The near steady state landscape of western Namibia

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Abstract

Quantitative geomorphic field studies and modeling efforts have focused on the margins of southwestern Africa as an example for landscape evolution in prolonged aridity conditions and tectonic quiescence of passive margins. These efforts concluded that this region is a prime example of a steady state landscape, in which relief changes extremely slowly. Using cosmogenic isotopes, these studies suggested overall landscape exhumation rates of 5–10 m Ma−1 over the past 105–106 yrs. Slightly slower rates on flat-lying exposed bedrock surfaces and faster exhumation rates along the Namibian Great Escarpment as well as on steep slopes of granitic inselbergs, such as the Gross Spitzkoppe are also documented. Here we explore the state of “steady state” in central Namibia. Concentrations of 10Be were measured in bedrock and sediment samples collected throughout the watershed of the Ugab River (~29,000 km2), which drains the highlands of central Namibia and flows to the Atlantic Ocean. Samples were collected from the main stem of the ephemeral Ugab River, from the slopes and streams draining the Brandberg, which is the largest inselberg in the Namib, and from smaller inselbergs around it. We also sampled several other formerly large, but currently subdued, inselbergs such as the Messum Crater. 10Be concentrations in sediment transported along the axial Ugab River indicate that its drainage basin erodes uniformly at 5–6 m Ma−1 and sediment transport from its headwaters source to the ocean is rapid. 10Be concentrations measured in sediment transported in ephemeral streams draining the Brandberg indicate its erosion at ~4 m Ma−1. However, slower rates of 1–3 m Ma−1 were measured for bedrock samples collected from (a) flat lying bedrock surfaces within the Brandberg, (b) top of small tors that rise only a few meters above their surroundings, and (c) exhumed and denuded large magmatic complexes such as the Messum Crater. Furthermore, we found that bedrock buried under grus in the hyperarid zone of Namib (<100 mm yr−1) erodes at similar rates as the exposed bedrock. This difference between the rate of bedrock erosion and the overall average erosion rate of drainage basins has been previously attributed to the contribution of sediment weathered from underneath transported sediment and soil on the pediments. Our results do not fully support this explanation. Results from this and earlier studies point to two possible sources of relatively low dosed (i.e. more rapidly eroding) sediment: (a) the steep slopes and cliffs of the large inselbergs and the Great Escarpment, and (b) rock buried under soil in the upper, semi-arid, parts of the drainage systems, where soil and vegetation can promote weathering of plagioclase and biotite and the disintegration of granitic bedrock. We therefore suggest that the “steady state” landscape along the Namibian passive margin be viewed as follows: The entire landscape erodes slowly, generally at ~5 m Ma−1 and this maintains the view of steady state. Small differences in erosion rates between the landscape elements result in very slow and only small changes in relief over time scales ≥106 yrs. We find that the large inselbergs and the Great Escarpment erode primarily by retreat of steep slopes and cliffs within the drainage basins while preserving relief over considerable timescales. In the wetter upper reaches of the Namibian drainage systems, erosion of buried rock is most likely increased by the vegetation-covered soil.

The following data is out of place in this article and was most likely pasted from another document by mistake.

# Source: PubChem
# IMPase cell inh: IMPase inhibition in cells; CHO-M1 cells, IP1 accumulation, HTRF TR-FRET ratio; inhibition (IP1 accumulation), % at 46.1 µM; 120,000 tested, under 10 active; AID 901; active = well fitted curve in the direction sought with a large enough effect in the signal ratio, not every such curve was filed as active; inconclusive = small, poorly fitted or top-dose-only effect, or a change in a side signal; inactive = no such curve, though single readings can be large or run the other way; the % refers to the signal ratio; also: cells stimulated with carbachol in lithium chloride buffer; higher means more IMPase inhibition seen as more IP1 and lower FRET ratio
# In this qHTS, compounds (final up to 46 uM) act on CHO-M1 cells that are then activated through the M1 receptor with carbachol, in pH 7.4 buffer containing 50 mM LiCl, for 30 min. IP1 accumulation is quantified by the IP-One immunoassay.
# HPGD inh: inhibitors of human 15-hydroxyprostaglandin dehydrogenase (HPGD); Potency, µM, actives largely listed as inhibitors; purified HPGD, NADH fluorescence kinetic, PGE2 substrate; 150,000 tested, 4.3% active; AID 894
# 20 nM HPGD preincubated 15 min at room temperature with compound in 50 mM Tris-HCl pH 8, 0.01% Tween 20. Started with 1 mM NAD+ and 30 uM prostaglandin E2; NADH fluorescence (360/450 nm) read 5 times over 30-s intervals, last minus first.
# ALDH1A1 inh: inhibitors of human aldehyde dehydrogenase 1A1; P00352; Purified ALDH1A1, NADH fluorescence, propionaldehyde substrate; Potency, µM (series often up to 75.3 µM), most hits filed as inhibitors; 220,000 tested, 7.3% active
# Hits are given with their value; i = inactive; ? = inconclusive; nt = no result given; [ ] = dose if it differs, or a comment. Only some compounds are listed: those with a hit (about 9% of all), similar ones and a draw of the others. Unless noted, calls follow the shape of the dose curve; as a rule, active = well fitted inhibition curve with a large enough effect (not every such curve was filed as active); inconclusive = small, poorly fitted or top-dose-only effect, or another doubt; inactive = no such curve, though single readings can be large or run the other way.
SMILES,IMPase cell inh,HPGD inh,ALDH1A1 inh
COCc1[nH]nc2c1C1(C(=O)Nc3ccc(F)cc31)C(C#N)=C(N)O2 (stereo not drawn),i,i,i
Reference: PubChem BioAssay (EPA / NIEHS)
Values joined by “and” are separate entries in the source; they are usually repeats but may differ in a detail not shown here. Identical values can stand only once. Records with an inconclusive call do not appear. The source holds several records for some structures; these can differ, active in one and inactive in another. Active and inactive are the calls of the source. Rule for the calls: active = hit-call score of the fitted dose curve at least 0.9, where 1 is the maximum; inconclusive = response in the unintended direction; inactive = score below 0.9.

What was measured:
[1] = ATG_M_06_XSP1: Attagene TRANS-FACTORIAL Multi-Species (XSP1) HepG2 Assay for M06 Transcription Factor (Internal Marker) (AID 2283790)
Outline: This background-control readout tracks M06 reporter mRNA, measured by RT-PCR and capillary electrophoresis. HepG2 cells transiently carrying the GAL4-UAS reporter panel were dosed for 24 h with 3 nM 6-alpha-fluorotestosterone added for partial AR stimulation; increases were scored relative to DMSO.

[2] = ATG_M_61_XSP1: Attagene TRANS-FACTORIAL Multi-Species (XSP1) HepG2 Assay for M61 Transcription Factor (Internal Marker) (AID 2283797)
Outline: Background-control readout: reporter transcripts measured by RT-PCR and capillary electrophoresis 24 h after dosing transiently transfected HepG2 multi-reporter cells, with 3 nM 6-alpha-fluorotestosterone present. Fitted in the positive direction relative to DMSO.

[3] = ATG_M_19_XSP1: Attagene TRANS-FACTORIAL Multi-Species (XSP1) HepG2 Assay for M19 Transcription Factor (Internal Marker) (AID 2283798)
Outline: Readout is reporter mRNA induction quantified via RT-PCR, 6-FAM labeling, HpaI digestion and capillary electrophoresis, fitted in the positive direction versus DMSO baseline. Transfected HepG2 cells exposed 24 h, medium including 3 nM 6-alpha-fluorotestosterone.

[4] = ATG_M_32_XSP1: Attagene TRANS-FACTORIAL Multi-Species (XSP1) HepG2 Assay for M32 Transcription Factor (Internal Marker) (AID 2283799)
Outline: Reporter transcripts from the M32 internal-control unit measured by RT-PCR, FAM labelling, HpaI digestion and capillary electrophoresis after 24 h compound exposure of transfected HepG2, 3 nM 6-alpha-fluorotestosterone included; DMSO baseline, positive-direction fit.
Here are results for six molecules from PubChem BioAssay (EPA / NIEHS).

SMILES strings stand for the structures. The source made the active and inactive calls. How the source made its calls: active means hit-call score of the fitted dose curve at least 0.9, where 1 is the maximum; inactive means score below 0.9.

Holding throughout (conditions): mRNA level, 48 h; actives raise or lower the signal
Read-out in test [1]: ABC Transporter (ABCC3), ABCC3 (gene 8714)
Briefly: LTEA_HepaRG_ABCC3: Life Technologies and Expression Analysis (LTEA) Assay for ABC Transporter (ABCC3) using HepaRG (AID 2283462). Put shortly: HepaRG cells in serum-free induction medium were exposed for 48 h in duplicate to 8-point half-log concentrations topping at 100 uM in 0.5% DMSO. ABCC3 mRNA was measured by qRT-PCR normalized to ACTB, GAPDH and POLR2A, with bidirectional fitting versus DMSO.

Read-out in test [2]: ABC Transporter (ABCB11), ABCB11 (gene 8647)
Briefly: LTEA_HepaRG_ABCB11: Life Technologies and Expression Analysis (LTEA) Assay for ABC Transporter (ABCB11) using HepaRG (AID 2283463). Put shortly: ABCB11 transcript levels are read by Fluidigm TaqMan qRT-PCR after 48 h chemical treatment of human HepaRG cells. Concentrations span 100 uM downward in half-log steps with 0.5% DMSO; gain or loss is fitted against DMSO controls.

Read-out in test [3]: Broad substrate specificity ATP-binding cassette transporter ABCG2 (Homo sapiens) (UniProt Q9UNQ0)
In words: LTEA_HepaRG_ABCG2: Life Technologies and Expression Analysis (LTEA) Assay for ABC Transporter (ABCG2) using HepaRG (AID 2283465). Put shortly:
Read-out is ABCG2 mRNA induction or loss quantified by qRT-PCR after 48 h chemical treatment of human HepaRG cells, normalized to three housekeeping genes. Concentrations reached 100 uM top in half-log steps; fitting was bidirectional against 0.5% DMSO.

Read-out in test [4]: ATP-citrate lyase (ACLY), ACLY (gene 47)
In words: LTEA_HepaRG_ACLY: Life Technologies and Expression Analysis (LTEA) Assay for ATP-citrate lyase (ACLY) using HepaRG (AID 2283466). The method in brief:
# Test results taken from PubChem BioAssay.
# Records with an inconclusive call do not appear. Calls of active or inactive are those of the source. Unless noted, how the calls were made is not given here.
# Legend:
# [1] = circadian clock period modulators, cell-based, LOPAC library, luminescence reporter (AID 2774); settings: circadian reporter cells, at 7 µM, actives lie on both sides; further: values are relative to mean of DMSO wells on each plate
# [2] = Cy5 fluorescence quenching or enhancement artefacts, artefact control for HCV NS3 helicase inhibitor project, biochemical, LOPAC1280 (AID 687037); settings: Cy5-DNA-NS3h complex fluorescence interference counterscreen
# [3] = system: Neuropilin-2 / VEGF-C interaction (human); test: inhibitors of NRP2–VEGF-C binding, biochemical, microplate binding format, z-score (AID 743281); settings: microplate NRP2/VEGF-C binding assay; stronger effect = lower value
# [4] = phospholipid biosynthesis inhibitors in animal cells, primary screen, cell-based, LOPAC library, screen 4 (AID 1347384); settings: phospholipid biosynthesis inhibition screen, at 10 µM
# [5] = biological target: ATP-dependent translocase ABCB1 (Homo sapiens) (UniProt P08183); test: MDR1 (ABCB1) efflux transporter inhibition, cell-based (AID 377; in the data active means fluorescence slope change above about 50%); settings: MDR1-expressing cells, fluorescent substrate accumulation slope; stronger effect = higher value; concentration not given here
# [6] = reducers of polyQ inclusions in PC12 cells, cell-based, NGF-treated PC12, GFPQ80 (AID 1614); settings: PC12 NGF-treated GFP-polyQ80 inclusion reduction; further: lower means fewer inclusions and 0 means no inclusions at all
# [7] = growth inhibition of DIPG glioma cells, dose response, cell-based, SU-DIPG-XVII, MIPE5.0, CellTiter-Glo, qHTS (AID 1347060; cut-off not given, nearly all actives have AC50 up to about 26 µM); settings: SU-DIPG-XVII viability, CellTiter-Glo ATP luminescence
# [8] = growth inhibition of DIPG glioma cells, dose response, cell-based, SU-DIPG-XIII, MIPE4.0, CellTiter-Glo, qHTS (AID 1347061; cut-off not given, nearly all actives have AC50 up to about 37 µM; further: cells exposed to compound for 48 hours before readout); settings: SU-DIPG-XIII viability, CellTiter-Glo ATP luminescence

Original languageAmerican English
Pages (from-to)72-87
Number of pages16
JournalGeomorphology
Volume313
DOIs
StatePublished - 15 Jul 2018

Keywords

  • Cosmogenic isotopes
  • Erosion rates
  • Namibia
  • Passive margins

All Science Journal Classification (ASJC) codes

  • Earth-Surface Processes

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